'The Brothers Karamazov' is the story of a wealthy, crazy, Russian family. Well, they're not all crazy, though the father most certainly is. The father, Fyodor Karamazov, is wealthy and something of a fool. In fact, even when he knows better, he can't help but say something foolish. This has alienated him from his sons and many of the townspeople. The rest of the townspeople basically put up with him because he's wealthy.
The sons are all his but they come from two different mothers, with the eldest being a half brother to the others. The eldest is named Dimitri and he is somewhat like his father in that they both act on impulse, rather than reason. Dimitri was a soldier and has already squandered his inheritance. He's also bound up in a web of romances that cause him no end of trouble.
The middle son, Ivan, doesn't get much space in the first half of the novel. He is an intellectual and has written a treatise on the relationship between the church and the state that has many people talking. I say that he doesn't get much space, but the conversation that he has with his little brother is the highpoint of the first half.
The youngest is named Alexi and he is the spiritual one of the bunch. Alexi is a novice at a local monastery and (most likely) the hero of the novel. His brothers look to him for help. He is well respected by the town and has been given a special place by the Elder of the monastery.
This is a very talky novel and excellent because of it. Dostoevsky uses the differing personalities and conflicts to simply talk about the various issues of the time. When Ivan talks about how the state should be like and unlike the church, he's talking about something that was important then, as the idea of a secular government was coming into focus.
One of the most important topics discussed is that of mercy. When Dostoevsky was younger, he had been sentenced to execution by firing squad. The sentence was commuted at the last minute and this (obviously!) had a strong impression on him. He argues for mercy and against harsh penalties.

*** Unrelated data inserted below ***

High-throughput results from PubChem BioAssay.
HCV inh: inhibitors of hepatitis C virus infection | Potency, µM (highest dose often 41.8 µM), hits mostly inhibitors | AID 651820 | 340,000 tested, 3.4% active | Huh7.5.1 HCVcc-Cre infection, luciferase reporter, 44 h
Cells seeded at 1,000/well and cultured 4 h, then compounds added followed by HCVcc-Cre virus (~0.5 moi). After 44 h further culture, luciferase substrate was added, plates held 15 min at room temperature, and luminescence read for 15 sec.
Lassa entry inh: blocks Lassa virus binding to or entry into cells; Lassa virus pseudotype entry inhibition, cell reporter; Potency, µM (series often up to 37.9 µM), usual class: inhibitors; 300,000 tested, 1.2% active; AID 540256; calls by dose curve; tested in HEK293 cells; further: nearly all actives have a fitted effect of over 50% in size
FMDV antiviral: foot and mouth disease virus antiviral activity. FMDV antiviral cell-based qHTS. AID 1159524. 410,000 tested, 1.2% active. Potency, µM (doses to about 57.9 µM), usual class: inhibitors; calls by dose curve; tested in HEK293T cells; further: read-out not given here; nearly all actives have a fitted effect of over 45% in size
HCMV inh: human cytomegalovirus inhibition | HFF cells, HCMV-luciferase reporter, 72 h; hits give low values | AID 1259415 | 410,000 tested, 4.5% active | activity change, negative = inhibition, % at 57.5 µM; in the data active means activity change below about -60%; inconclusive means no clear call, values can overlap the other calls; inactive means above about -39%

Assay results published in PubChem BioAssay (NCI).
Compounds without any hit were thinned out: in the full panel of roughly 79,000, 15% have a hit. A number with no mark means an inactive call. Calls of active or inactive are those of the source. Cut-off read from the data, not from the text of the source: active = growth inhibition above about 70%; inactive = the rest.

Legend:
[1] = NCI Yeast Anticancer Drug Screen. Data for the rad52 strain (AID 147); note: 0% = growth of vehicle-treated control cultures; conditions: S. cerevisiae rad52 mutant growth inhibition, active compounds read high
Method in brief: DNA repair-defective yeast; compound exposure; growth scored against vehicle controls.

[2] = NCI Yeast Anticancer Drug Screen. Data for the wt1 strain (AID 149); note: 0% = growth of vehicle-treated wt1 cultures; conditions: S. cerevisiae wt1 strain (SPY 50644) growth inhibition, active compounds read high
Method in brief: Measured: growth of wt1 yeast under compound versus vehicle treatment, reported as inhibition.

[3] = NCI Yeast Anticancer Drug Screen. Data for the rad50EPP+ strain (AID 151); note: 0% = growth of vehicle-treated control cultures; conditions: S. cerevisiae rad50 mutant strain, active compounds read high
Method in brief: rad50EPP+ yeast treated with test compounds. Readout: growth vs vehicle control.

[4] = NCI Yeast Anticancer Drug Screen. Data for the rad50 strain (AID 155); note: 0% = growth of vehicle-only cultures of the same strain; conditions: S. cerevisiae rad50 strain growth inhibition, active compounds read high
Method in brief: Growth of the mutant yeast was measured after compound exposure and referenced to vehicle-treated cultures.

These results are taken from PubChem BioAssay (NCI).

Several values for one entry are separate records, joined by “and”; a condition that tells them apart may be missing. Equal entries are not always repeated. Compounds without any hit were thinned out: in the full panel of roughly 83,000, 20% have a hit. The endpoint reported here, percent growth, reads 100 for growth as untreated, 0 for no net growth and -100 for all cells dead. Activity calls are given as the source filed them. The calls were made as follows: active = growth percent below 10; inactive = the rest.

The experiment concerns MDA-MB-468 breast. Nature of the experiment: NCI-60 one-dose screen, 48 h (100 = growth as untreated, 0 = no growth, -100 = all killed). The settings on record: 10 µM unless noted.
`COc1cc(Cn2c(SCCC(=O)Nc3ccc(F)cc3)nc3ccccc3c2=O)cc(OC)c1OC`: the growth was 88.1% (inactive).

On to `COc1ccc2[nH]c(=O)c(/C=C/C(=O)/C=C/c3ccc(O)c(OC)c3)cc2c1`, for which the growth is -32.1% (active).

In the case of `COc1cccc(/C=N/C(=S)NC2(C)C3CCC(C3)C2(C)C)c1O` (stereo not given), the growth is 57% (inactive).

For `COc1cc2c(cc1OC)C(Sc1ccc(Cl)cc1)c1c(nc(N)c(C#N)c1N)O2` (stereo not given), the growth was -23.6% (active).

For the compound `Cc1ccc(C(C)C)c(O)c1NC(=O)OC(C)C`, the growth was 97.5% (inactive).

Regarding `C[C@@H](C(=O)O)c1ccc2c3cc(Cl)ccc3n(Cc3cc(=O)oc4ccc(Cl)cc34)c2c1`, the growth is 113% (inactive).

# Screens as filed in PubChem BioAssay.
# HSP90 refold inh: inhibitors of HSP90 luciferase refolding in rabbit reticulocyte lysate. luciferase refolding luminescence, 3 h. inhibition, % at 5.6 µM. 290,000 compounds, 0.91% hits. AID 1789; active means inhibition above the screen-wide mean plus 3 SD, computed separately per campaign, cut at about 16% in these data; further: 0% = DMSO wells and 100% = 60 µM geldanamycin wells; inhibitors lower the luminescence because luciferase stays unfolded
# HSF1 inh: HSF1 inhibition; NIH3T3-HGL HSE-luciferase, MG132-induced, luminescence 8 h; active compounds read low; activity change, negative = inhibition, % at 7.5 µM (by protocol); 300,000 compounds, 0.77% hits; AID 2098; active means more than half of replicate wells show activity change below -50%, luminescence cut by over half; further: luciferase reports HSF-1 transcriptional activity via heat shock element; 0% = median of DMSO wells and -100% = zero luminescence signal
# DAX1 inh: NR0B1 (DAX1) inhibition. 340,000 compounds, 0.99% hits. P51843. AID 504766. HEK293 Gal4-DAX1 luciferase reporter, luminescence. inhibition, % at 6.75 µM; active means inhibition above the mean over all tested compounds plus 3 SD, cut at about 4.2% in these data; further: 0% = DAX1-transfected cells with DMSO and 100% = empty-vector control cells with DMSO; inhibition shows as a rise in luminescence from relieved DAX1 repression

When Ivan speaks about the state, he argues that it is unduly harsh, both in capital punishment and also in using prison. This cuts a person off from society and only embitters them. The criminal is bound to become worse, not better.
"...all these sentences to exile with hard labor, and formerly with flogging also, reform no one, and what's more, deter hardly a single criminal, and the number of crimes does not diminish but is continually on the increase." ... "If anything does preserve society, even in our time, and does regenerate and transform the criminal, it is only the law of Christ speaking in his conscience. It is only by recognizing his wrong-doing as a son of a Christian society - that is - of the Church - that he recognizes his sin against society - that is, against the Church. So that it is only against the Church and not against the State, that the criminal of today can recognize that he has sinned."I imagine that this passage gave people pause in 1880. It did for me today, in 2014.